The White House is considering proposals that would tax oil and gas windfall profits in order to provide a benefit to consumers struggling with higher energy prices, a U.S. official said on Thursday.
Bharat Ramamurti, the deputy director of President Joe Biden’s National Economic Council, said the administration has been examining U.S. Senate and House of Representative proposals that could hike taxes on energy producers in order to provide a subsidy to consumers.
“We are very much open to any proposal that would provide relief to consumers at the pump,” he said during a panel sponsored by the Roosevelt Institute, a think tank.
“There are a variety of interesting proposals and design choices on a windfall profits tax. We’ve looked carefully at each of them and are engaging in conversations with Congress about design.”
High energy prices have allowed large oil producers to record profits this year. Britain last week announced a 25% windfall tax on oil and gas producers’ profits, alongside a 15 billion pound ($18.9 billion) package of support for households struggling to meet soaring energy bills.
One proposal backed by 15 Democratic-aligned senators and several members in the House would levy a new tax on large oil companies quarterly for crude produced domestically or imported.
The revenue would be paid to consumers under a certain income in the form of a tax rebate that could amount to a few hundred dollars per year, but the bill faces uncertain prospects in Congress.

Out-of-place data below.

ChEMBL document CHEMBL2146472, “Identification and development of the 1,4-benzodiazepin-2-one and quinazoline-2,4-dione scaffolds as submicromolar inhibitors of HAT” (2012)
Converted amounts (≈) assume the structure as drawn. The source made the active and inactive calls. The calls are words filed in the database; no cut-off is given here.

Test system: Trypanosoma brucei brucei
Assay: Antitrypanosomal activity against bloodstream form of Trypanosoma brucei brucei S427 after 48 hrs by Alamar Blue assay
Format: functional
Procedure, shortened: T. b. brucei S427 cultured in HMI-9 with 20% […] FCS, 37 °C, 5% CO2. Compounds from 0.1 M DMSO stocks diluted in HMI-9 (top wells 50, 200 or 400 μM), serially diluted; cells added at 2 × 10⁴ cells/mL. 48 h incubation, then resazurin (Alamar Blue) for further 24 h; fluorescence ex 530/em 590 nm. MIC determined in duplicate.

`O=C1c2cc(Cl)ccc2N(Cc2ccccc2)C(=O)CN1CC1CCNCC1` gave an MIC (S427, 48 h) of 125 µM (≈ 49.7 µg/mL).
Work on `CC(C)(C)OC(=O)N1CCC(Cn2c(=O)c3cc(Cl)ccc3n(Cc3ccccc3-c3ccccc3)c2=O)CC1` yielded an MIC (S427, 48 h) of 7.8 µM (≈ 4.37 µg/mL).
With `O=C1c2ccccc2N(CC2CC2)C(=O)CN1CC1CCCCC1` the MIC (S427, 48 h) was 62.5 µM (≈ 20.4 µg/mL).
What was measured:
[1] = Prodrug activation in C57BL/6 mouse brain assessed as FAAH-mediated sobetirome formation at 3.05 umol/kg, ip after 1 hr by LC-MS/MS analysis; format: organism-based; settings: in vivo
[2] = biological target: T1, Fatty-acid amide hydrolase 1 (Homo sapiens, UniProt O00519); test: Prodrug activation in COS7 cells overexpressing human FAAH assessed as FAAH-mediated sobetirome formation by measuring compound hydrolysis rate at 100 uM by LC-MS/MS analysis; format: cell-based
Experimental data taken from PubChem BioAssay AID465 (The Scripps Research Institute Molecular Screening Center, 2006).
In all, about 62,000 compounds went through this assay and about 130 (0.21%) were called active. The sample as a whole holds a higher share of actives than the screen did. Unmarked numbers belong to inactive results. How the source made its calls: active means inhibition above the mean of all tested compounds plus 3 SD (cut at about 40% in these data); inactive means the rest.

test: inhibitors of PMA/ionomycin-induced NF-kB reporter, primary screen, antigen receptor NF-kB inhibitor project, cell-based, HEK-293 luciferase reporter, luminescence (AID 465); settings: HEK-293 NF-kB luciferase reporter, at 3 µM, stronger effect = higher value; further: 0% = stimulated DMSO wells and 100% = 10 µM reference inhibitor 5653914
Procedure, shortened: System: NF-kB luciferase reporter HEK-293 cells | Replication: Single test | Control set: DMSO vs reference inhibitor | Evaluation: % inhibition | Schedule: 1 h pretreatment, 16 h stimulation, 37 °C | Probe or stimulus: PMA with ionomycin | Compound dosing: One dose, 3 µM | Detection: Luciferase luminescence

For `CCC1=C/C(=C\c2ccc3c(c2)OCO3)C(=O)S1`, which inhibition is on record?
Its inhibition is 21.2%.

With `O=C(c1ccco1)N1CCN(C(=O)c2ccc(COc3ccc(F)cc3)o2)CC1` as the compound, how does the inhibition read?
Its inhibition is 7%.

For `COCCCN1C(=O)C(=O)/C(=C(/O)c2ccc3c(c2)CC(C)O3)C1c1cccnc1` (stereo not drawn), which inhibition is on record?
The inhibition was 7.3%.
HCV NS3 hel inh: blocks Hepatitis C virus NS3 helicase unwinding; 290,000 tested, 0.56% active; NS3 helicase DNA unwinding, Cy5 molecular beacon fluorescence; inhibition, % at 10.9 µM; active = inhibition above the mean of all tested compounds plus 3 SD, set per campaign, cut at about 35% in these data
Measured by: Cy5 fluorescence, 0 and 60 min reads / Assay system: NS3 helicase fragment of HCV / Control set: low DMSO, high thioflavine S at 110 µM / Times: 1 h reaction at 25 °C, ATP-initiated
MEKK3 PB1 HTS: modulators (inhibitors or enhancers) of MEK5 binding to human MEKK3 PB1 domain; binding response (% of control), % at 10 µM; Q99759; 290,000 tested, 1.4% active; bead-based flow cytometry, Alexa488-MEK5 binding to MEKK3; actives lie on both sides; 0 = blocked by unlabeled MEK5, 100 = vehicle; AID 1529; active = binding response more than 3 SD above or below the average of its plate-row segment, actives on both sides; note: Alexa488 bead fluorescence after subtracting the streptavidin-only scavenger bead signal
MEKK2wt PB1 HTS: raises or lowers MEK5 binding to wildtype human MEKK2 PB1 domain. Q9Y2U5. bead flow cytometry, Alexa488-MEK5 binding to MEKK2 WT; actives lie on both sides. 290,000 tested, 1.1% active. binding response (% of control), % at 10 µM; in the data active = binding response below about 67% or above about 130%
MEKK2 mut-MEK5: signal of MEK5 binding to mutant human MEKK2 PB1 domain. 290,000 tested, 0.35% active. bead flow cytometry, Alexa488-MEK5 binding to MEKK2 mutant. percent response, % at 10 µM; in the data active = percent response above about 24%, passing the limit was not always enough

The discussions come as Biden has come under intense pressure to ease price pressures, especially for gasoline, ahead of November’s midterm elections with his Democratic Party’s control of Congress on the line.
“One thing you want to be aware of when you are looking at those types of proposals is how is it going to affect supply as well,” said Ramamurti. “I don’t think that’s an insurmountable hurdle, but it is an important question at a time when there’s clearly a supply issue.”
The U.S. economy had its strongest growth in nearly four decades in 2021, after the government poured trillions of dollars in COVID-19 relief into the economy, and the Fed kept borrowing costs near zero.
The rescue efforts helped drive unemployment down to 3.6% from its pandemic-era high of 15%, but also revved up consumer spending that has contributed, along with the war in Ukraine, to higher prices.
U.S. consumer price growth slowed in April as gasoline prices eased off record highs, suggesting that inflation may have peaked. Consumer prices were up 8.3% in April from the year prior, according to the Labor Department.